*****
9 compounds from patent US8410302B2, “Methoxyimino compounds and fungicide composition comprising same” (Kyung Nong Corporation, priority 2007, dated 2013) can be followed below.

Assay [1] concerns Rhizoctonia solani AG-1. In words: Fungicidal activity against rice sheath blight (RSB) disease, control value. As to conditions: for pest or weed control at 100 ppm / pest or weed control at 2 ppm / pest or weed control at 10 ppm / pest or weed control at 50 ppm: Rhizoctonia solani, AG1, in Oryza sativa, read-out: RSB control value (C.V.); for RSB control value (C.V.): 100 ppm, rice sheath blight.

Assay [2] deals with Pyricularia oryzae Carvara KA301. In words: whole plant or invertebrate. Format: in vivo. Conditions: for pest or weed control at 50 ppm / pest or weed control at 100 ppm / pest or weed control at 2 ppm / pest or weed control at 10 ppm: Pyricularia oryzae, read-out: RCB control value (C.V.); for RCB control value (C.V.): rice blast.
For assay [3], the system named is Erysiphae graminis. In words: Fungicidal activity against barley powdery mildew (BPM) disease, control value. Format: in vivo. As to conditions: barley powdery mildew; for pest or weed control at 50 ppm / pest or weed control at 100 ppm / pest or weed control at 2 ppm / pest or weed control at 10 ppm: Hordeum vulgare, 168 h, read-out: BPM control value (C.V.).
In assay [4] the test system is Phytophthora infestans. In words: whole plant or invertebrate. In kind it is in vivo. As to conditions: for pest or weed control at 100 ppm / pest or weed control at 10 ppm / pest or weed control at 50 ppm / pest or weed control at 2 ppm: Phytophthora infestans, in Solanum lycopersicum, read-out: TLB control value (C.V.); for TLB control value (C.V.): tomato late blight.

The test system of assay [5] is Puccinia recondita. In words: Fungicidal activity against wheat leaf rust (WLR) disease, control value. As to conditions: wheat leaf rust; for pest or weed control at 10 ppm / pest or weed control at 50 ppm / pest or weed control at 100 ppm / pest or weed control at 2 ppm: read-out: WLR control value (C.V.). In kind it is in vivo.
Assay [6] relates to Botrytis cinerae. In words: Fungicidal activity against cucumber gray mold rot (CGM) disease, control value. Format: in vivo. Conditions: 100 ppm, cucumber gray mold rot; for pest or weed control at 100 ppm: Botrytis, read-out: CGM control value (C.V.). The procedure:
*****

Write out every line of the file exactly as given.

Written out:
9 compounds from patent US8410302B2, “Methoxyimino compounds and fungicide composition comprising same” (Kyung Nong Corporation, priority 2007, dated 2013) can be followed below.

Assay [1] concerns Rhizoctonia solani AG-1. In words: Fungicidal activity against rice sheath blight (RSB) disease, control value. As to conditions: for pest or weed control at 100 ppm / pest or weed control at 2 ppm / pest or weed control at 10 ppm / pest or weed control at 50 ppm: Rhizoctonia solani, AG1, in Oryza sativa, read-out: RSB control value (C.V.); for RSB control value (C.V.): 100 ppm, rice sheath blight.

Assay [2] deals with Pyricularia oryzae Carvara KA301. In words: whole plant or invertebrate. Format: in vivo. Conditions: for pest or weed control at 50 ppm / pest or weed control at 100 ppm / pest or weed control at 2 ppm / pest or weed control at 10 ppm: Pyricularia oryzae, read-out: RCB control value (C.V.); for RCB control value (C.V.): rice blast.
For assay [3], the system named is Erysiphae graminis. In words: Fungicidal activity against barley powdery mildew (BPM) disease, control value. Format: in vivo. As to conditions: barley powdery mildew; for pest or weed control at 50 ppm / pest or weed control at 100 ppm / pest or weed control at 2 ppm / pest or weed control at 10 ppm: Hordeum vulgare, 168 h, read-out: BPM control value (C.V.).
In assay [4] the test system is Phytophthora infestans. In words: whole plant or invertebrate. In kind it is in vivo. As to conditions: for pest or weed control at 100 ppm / pest or weed control at 10 ppm / pest or weed control at 50 ppm / pest or weed control at 2 ppm: Phytophthora infestans, in Solanum lycopersicum, read-out: TLB control value (C.V.); for TLB control value (C.V.): tomato late blight.

The test system of assay [5] is Puccinia recondita. In words: Fungicidal activity against wheat leaf rust (WLR) disease, control value. As to conditions: wheat leaf rust; for pest or weed control at 10 ppm / pest or weed control at 50 ppm / pest or weed control at 100 ppm / pest or weed control at 2 ppm: read-out: WLR control value (C.V.). In kind it is in vivo.
Assay [6] relates to Botrytis cinerae. In words: Fungicidal activity against cucumber gray mold rot (CGM) disease, control value. Format: in vivo. Conditions: 100 ppm, cucumber gray mold rot; for pest or weed control at 100 ppm: Botrytis, read-out: CGM control value (C.V.). The procedure: